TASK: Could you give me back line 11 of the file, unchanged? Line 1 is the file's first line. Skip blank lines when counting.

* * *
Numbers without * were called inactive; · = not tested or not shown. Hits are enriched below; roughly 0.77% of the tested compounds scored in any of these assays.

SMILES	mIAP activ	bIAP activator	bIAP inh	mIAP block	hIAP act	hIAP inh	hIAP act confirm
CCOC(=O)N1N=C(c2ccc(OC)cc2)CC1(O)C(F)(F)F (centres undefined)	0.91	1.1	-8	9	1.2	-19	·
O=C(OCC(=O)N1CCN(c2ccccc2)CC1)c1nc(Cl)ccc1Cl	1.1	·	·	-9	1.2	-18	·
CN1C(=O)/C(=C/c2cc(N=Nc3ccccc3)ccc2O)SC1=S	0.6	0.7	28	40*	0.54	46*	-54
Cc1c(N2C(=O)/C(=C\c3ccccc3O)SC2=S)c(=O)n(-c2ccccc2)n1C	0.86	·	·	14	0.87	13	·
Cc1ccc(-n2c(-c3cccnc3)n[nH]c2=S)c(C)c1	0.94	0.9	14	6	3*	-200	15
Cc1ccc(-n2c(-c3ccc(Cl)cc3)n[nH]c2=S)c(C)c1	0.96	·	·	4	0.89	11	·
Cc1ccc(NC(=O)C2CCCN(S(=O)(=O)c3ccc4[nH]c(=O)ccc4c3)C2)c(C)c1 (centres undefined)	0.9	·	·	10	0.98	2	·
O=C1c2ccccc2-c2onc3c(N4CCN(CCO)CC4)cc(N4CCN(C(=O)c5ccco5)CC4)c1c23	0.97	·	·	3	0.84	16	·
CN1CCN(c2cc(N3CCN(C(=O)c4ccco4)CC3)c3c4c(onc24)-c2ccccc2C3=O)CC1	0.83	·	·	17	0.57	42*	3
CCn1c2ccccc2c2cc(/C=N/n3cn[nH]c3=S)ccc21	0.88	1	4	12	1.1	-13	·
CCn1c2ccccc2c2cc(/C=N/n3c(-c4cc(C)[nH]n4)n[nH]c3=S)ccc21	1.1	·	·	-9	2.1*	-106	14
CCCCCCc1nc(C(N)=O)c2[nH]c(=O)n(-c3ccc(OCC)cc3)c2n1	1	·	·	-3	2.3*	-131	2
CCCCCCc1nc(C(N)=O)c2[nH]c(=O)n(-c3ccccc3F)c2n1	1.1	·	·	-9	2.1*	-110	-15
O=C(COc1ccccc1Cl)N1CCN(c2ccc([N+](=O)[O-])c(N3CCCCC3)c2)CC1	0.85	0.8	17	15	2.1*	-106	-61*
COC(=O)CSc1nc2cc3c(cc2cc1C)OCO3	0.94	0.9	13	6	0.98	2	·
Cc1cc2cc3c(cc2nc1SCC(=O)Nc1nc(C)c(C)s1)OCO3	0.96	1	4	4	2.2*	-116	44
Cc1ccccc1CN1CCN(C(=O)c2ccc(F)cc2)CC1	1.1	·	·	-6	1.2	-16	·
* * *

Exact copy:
CN1CCN(c2cc(N3CCN(C(=O)c4ccco4)CC3)c3c4c(onc24)-c2ccccc2C3=O)CC1	0.83	·	·	17	0.57	42*	3